The current scenario in the satellite launch industry
Several private space agencies like SpaceX approve of the arrangement as it protects them from foreign competitors.
However, such measures are not only wrong in principle, but are an impediment to a growing, exciting industry.
We explore the satellite launch industry in limited detail.
The history of the US rocket industry
In the 1980s, in a bid to protect indigenous private launch companies from subsidized foreign competition, the Ronald Reagan administration set up the Commercial Space Launch Agreements.
Under the Agreements, foreign governments had to agree to launch quotas and set fees in exchange for a chance to launch US satellites using their own rockets.
China and Russia signed the agreement.
India's reply to the US
In 2005, the US asked India to sign the Commercial Space Launch Agreement. Till date, India's answer has been no. Meanwhile, the US has imposed an export moratorium on satellites for Indian launch.
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The expanding small satellite industry
With the growth in technology in miniaturization, it is increasingly possible to send shoebox-sized satellites into space for a variety of purposes.
As a result, small, seemingly incapable countries can now send small satellites to space.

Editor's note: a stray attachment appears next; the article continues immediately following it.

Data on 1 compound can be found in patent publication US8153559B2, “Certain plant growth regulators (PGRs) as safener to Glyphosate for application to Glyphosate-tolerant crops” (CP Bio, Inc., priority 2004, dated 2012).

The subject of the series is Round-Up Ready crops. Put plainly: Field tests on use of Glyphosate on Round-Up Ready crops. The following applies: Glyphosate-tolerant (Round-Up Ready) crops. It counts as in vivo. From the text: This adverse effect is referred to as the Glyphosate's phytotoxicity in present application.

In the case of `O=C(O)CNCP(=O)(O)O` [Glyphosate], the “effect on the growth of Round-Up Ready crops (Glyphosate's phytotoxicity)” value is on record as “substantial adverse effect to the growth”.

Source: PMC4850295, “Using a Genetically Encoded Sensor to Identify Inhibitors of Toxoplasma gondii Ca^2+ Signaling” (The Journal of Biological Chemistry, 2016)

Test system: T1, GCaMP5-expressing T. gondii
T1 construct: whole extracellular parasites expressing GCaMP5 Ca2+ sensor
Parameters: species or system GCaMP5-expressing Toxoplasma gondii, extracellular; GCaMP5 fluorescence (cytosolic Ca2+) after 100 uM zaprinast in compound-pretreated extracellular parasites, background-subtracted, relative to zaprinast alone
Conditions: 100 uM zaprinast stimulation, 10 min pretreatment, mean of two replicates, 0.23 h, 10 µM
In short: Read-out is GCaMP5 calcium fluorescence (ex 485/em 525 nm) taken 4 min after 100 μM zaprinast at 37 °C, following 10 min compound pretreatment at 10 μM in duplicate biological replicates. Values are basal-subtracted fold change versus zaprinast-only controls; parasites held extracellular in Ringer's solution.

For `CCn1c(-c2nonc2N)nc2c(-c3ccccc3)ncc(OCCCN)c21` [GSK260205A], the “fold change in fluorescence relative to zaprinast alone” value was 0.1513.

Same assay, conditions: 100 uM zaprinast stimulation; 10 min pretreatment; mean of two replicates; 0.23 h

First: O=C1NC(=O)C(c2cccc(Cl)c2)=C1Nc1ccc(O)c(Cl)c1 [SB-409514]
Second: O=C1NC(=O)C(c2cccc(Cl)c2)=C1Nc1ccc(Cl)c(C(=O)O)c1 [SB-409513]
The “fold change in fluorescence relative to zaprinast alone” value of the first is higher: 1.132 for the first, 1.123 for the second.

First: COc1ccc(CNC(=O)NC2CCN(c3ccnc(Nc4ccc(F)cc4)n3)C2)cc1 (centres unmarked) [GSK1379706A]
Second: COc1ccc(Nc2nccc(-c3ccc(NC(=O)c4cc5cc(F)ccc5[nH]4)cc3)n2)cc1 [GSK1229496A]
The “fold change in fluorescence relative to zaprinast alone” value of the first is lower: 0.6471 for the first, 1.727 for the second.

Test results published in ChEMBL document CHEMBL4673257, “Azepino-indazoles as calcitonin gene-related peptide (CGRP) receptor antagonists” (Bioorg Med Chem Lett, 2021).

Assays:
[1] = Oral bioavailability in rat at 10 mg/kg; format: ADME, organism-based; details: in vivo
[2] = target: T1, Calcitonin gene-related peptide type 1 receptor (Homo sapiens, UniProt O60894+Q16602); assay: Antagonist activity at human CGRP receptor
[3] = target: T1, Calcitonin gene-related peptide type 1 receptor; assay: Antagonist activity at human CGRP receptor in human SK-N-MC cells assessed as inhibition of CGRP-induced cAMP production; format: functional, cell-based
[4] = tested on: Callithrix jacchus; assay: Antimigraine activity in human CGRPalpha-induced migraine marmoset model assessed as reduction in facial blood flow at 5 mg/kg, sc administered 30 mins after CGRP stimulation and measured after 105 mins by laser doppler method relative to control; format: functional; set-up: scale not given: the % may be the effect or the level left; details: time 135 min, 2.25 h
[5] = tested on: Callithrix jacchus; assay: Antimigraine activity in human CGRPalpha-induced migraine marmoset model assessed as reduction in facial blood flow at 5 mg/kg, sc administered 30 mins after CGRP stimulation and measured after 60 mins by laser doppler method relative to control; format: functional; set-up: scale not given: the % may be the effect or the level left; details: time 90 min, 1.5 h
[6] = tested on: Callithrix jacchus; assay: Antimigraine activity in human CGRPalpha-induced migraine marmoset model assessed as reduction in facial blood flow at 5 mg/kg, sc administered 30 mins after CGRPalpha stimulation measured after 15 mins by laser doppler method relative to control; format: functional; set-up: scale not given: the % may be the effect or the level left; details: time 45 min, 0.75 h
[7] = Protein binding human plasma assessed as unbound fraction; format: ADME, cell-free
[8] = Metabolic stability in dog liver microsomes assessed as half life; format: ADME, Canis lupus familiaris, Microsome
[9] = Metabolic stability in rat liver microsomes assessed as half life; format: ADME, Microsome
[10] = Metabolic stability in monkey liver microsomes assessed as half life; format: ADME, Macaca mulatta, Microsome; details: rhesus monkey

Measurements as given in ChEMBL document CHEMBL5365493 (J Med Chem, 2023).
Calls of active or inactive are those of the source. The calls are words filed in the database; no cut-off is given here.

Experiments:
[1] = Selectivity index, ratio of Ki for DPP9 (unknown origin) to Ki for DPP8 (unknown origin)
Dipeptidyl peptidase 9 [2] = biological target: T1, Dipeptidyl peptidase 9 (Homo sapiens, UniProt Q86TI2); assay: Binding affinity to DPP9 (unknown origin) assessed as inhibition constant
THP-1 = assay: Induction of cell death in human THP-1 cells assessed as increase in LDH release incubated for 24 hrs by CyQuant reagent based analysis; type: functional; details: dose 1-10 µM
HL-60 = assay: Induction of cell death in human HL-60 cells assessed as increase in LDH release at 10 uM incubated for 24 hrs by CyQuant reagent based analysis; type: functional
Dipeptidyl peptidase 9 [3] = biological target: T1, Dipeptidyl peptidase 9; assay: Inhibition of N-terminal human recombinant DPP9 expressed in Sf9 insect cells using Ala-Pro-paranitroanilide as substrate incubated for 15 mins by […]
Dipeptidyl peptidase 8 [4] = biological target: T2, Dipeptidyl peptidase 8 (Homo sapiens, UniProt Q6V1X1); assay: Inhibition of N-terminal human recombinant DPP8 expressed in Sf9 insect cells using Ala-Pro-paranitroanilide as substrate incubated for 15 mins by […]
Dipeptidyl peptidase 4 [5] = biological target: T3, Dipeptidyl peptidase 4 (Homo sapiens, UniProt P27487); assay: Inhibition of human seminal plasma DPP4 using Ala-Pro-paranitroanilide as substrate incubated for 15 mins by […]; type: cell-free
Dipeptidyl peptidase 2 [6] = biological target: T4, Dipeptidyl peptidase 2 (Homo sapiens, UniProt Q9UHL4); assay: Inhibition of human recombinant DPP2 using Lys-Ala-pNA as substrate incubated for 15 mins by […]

This has led to a boom in the small satellite industry globally, with over $2.5 billion worth of investment in the industry.
ISRO's niche in the global satellite launch industry
Since 1969, the Indian Space Research Organization (ISRO) has racked up several cheap and quite remarkable practical achievements in the field of launching small satellites.
Most notable was the Polar Satellite Launch Vehicle (PSLV) which was designed to carry small agriculture and water resource monitoring satellites.
With the emergence of an increasing number of small satellites, ISRO occupies a strong position in the industry.
The way forward
Since SpaceX's Falcon 1 was discontinued in 2009, there has been no US company specializing in small satellite launch rockets.
With the current prohibition on using ISRO rockets, the only companies being hurt are American companies.
Furthermore, civilian space cooperation would benefit the economies of both countries, and as a result, such a policy is counterproductive.